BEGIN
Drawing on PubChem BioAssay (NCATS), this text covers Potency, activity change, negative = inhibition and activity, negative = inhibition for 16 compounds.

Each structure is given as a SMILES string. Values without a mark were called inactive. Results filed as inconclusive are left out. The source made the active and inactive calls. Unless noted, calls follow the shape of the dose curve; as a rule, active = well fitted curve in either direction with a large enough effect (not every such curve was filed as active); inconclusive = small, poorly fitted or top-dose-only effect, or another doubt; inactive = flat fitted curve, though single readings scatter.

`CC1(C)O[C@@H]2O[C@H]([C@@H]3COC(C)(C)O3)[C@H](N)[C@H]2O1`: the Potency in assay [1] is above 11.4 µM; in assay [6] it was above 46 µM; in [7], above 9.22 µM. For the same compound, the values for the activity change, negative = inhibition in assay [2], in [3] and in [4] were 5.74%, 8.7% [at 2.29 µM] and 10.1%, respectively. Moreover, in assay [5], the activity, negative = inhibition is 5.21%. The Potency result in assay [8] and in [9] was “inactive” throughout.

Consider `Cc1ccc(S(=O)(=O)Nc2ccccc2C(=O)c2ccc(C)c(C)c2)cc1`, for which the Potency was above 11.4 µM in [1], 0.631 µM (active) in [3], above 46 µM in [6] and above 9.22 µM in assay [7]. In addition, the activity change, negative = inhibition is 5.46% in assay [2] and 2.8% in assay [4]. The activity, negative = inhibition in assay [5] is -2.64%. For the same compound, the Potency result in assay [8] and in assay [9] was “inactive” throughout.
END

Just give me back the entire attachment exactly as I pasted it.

Drawing on PubChem BioAssay (NCATS), this text covers Potency, activity change, negative = inhibition and activity, negative = inhibition for 16 compounds.

Each structure is given as a SMILES string. Values without a mark were called inactive. Results filed as inconclusive are left out. The source made the active and inactive calls. Unless noted, calls follow the shape of the dose curve; as a rule, active = well fitted curve in either direction with a large enough effect (not every such curve was filed as active); inconclusive = small, poorly fitted or top-dose-only effect, or another doubt; inactive = flat fitted curve, though single readings scatter.

`CC1(C)O[C@@H]2O[C@H]([C@@H]3COC(C)(C)O3)[C@H](N)[C@H]2O1`: the Potency in assay [1] is above 11.4 µM; in assay [6] it was above 46 µM; in [7], above 9.22 µM. For the same compound, the values for the activity change, negative = inhibition in assay [2], in [3] and in [4] were 5.74%, 8.7% [at 2.29 µM] and 10.1%, respectively. Moreover, in assay [5], the activity, negative = inhibition is 5.21%. The Potency result in assay [8] and in [9] was “inactive” throughout.

Consider `Cc1ccc(S(=O)(=O)Nc2ccccc2C(=O)c2ccc(C)c(C)c2)cc1`, for which the Potency was above 11.4 µM in [1], 0.631 µM (active) in [3], above 46 µM in [6] and above 9.22 µM in assay [7]. In addition, the activity change, negative = inhibition is 5.46% in assay [2] and 2.8% in assay [4]. The activity, negative = inhibition in assay [5] is -2.64%. For the same compound, the Potency result in assay [8] and in assay [9] was “inactive” throughout.